I told them that my understanding from NHS professionals is that underfunding and privatisation is causing the strain, not migrants. This was met with some suspicion, but generally also acceptance. I spoke about the race to the bottom on workers’ rights, and how Labour wanted to bring up pay and standards for all so migrant workers wouldn't be pitted off against UK workers.

Again, this new and unfamiliar argument was often met with suspicion but acceptance. It felt like people wanted to believe what I was saying – but 10 years of being told migrants are the problem had told them otherwise. I was told on several occasions that the UK was sinking due to the number of immigrants.

The answer here isn't to triangulate a conversation about controlled migration. Ed Miliband tried that, and it failed. The answer is to counter the right’s narrative and with a better one, a truthful one. There are too few Labour MPs and left commentators willing to take the migrant conversation head on. Clive is willing to do that and it is needed in this race for the next leader.

There aren't any short cuts to fixing a broken system. But with climate change looming, and the rise of the far right globally, we can't afford to stop speaking truth to power. Reductionist thinking and triangulating messaging won't only fail, it will let down another generation.

Labour needs a candidate willing to talk about how we solve the climate change emergency, about race, and about constitutional reform and collaborative leadership.

Not having Clive Lewis on the ballot paper for leader would cut off key debates needed within Labour, and be doing a disservice to our membership and supporters.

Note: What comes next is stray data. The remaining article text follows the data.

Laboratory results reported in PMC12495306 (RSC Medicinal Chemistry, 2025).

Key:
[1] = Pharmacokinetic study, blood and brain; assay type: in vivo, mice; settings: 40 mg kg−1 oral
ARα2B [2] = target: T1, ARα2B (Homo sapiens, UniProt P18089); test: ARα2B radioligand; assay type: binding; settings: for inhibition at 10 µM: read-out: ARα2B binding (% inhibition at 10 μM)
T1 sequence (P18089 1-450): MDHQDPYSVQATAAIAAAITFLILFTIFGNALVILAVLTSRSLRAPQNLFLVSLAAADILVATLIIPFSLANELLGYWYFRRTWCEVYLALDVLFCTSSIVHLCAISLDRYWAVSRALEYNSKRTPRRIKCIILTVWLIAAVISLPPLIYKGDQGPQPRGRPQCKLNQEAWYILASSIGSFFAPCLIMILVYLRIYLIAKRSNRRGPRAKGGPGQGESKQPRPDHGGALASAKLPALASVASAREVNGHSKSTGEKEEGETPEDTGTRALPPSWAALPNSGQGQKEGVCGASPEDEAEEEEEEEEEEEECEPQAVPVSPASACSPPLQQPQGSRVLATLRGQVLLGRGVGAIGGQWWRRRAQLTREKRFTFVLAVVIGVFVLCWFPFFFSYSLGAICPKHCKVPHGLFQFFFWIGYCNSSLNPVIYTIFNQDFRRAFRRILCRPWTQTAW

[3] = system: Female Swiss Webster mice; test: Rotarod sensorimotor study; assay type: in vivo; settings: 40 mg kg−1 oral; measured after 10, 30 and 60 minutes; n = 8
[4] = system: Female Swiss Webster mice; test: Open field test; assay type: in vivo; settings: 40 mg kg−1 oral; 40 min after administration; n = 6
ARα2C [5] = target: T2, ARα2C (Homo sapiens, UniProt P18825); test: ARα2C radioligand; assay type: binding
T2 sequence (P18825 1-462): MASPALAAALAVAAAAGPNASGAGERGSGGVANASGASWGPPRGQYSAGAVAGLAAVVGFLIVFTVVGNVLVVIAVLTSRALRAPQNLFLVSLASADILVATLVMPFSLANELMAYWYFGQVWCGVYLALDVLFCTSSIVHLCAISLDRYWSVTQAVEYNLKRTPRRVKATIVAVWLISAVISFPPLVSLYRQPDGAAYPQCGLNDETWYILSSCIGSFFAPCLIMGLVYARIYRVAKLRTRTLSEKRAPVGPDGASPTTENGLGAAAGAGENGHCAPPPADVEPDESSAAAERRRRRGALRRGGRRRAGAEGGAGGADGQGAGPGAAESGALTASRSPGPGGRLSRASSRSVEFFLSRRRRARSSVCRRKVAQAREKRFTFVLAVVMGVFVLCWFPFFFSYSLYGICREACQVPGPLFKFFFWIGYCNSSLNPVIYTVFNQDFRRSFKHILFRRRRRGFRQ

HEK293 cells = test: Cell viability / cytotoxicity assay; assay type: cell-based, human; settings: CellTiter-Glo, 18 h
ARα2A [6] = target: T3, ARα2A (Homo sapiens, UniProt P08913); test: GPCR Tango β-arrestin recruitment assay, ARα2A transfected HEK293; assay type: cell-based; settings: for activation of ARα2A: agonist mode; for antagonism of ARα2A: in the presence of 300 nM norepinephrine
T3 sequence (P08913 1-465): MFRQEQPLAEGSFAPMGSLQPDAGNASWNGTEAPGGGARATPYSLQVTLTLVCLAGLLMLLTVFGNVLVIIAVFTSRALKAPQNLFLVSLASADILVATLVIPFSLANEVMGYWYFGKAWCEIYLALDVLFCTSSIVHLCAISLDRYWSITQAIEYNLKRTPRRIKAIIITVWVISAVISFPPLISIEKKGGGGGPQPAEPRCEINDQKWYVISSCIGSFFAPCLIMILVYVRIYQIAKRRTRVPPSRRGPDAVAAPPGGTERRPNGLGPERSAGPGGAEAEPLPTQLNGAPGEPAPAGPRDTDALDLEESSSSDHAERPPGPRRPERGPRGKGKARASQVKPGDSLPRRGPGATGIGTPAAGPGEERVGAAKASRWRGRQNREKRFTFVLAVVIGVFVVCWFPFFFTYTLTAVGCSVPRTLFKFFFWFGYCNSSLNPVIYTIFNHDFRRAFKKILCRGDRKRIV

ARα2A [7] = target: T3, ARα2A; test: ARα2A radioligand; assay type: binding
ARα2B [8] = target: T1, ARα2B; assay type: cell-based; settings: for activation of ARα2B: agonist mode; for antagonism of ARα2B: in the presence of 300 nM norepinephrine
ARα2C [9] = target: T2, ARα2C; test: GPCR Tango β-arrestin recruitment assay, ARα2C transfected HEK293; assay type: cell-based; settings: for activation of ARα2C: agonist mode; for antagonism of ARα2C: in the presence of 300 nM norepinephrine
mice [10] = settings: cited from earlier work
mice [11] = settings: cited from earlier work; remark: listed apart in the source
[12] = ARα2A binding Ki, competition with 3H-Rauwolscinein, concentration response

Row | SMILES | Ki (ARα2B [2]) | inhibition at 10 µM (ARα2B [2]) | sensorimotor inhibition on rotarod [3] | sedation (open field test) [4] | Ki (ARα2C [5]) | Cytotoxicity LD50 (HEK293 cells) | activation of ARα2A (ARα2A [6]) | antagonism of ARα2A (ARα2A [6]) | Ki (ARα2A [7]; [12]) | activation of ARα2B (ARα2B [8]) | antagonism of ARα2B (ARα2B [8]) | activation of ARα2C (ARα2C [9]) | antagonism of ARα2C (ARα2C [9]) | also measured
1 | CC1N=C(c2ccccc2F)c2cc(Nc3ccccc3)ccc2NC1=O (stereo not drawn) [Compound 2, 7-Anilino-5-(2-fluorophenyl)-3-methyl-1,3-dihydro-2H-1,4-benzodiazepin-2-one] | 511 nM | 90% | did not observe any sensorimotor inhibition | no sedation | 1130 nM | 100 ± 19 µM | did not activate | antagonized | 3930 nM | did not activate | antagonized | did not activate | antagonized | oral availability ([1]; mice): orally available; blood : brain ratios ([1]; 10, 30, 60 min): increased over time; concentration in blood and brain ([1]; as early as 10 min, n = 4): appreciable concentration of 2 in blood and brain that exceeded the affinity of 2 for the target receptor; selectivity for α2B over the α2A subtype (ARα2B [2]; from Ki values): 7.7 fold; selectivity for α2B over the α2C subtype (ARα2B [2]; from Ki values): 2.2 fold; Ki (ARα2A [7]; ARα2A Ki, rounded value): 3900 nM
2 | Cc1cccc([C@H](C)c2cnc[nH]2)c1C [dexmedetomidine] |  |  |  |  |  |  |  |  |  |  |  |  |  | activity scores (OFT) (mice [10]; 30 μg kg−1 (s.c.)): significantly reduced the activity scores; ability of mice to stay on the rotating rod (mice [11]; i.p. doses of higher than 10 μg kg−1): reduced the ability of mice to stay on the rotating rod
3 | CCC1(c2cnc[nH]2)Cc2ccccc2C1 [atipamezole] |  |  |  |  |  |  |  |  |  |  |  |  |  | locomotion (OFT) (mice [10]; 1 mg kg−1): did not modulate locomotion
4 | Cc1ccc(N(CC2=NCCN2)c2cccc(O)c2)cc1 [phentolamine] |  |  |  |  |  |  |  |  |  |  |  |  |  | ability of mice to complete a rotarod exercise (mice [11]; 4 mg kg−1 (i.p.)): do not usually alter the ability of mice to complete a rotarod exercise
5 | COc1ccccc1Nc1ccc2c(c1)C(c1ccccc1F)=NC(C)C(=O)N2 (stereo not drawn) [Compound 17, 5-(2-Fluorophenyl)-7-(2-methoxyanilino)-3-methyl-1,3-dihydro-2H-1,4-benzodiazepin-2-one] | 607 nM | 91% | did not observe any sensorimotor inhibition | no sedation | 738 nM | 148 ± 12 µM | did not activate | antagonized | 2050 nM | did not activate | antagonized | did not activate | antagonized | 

Fran Boait was Labour PPC for Gloucester.

Can there be a green populist project on the Left?

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Is this an opportunity for a realignment around a green democratic transformation?

Join us for a free live discussion on Thursday 22 October, 5pm UK time/12pm EDT.

Hear from:

Paolo Gerbaudo Sociologist and political theorist, director of the Centre for Digital Culture at King’s College London and author of ‘The Mask and the Flag: Populism and Global Protest’ and ‘The Digital Party: Political Organisation and Online Democracy’, and of the forthcoming ‘The Great Recoil: Politics After Populism and Pandemic’.

Chantal Mouffe Emeritus Professor of Political Theory at the University of Westminster in London. Her most recent books are ‘Agonistics. Thinking the World Politically’, ‘Podemos. In the Name of the People’ and ‘For a Left Populism’.

Spyros A. Sofos Researcher and research coordinator at the Center for Middle Eastern Studies, Lund University and author of ‘Nation and Identity in Contemporary Europe’, ‘Tormented by History’ and ‘Islam in Europe: Public Spaces and Civic Networks'.

Chair: Walid el Houri Researcher, journalist and filmmaker based between Berlin and Beirut. He is partnerships editor at openDemocracy and lead editor of its North Africa, West Asia project.